A second DNA kerfuffle began when the paper ran a front-page story portraying certain matches in an Arizona database as shocking. Why, the paper suggested, the results defied the laws of statistics! Only on the back pages were readers told that most of the matches “were to be expected statistically.” One of the authors of “Freakonomics” later pronounced himself surprised that the matches were largely to be expected; apparently, like many readers, he had been misled by the article’s initial spin.

A local jury freed a clearly guilty man accused of rape; the foreman was heard expressing concerns about the case based on “recent controversies” about DNA — a clear reference to the L.A. Times‘s misleading series of articles.

In discussing a technique called familial searching, the paper did its usual shtick with DNA: it played up phantom privacy concerns, and buried the fact that the technique has been used to free wrongly convicted individuals.

Follow the links. The stories I criticized were by the now-fired Jason Felch, along with Maura Dolan. You’ll see that in some of the posts I actually exchanged emails with Felch in which he frustratingly and repeatedly failed, somehow, to see how he was misleading readers. The errors were serial distortions, many of which remained uncorrected after I notified the paper about them.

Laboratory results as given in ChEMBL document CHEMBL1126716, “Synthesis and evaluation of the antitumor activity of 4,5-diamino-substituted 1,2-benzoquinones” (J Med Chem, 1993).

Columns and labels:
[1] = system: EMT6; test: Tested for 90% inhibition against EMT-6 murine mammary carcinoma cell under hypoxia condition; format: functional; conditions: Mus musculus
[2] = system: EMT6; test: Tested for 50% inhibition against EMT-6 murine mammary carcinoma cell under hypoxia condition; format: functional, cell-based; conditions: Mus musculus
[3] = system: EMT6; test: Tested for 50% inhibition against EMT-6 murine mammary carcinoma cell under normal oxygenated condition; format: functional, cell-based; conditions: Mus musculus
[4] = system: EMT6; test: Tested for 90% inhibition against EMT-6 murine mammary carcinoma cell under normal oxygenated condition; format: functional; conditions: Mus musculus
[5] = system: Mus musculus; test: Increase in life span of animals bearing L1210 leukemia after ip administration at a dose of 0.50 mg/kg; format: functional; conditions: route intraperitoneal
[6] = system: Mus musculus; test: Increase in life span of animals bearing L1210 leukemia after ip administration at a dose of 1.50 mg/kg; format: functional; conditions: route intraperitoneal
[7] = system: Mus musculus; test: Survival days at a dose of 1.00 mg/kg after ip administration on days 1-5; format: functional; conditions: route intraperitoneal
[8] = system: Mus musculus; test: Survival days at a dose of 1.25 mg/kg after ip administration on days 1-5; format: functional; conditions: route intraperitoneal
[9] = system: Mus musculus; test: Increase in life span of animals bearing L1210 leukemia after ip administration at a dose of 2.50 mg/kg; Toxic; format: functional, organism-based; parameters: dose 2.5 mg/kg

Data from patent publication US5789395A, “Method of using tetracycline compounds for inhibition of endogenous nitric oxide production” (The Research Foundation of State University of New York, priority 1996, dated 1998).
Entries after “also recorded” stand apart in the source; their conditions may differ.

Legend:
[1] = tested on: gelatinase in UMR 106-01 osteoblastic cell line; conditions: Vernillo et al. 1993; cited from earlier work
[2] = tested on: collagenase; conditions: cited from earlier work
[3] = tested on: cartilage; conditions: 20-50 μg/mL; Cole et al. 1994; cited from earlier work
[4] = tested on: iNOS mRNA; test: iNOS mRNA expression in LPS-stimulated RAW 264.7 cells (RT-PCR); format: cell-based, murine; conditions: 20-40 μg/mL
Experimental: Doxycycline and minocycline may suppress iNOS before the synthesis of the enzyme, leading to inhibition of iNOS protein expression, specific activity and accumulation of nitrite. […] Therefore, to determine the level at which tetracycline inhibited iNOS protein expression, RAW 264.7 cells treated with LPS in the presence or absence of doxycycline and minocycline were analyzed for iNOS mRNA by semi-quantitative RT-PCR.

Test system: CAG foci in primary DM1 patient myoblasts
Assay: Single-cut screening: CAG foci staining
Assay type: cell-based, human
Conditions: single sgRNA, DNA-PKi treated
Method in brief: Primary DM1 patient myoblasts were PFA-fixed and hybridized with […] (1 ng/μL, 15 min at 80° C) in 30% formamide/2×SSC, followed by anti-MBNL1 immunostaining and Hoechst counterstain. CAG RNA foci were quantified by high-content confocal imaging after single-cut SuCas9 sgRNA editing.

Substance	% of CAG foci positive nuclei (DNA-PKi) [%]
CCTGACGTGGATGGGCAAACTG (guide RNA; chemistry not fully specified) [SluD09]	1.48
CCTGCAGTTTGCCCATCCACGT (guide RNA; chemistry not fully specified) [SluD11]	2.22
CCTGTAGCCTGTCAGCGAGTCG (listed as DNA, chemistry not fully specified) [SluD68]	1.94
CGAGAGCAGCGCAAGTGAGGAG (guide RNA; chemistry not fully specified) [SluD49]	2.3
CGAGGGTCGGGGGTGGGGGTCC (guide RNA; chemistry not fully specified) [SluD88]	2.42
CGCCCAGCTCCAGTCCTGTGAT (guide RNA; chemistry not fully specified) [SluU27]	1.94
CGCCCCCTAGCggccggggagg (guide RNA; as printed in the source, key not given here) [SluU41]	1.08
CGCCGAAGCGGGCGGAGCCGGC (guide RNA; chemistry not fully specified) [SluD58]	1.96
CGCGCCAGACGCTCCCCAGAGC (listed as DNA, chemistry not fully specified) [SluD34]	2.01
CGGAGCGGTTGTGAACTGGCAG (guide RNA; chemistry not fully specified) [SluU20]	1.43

Felch now joins Chuck Philips as an L.A. Times reporter whom I repeatedly chastised for regularly misreporting the facts, who was later fired for journalistic malfeasance. Maybe the editors should try listening to critics for a change, rather than dismissing them out of hand. They might save themselves some embarrassment that way . . .

P.S. I think it’s interesting that Felch and the L.A. Times don’t seem to agree on whether he was sleeping with the source while using her as a source. Felch has issued a self-serving statement which says, among other things:

In late December, I began an inappropriate relationship with a confidential source that lasted several weeks. When the relationship began, I stopped relying upon the person as a source. None of the subsequent articles published in the LA Times relied upon the source.

Weeks ago, I voluntarily disclosed the relationship to my editors and cooperated with their investigation. On Friday, I was fired for creating the appearance of a conflict of interest. I accept full responsibility for what I did and regret the damage it has done to my family and my colleagues at one of the nation’s great newspapers.

Contrast the bolded language with the L.A. Times correction:

Felch acknowledged that after the relationship ended, he continued to use the person as a source for future articles.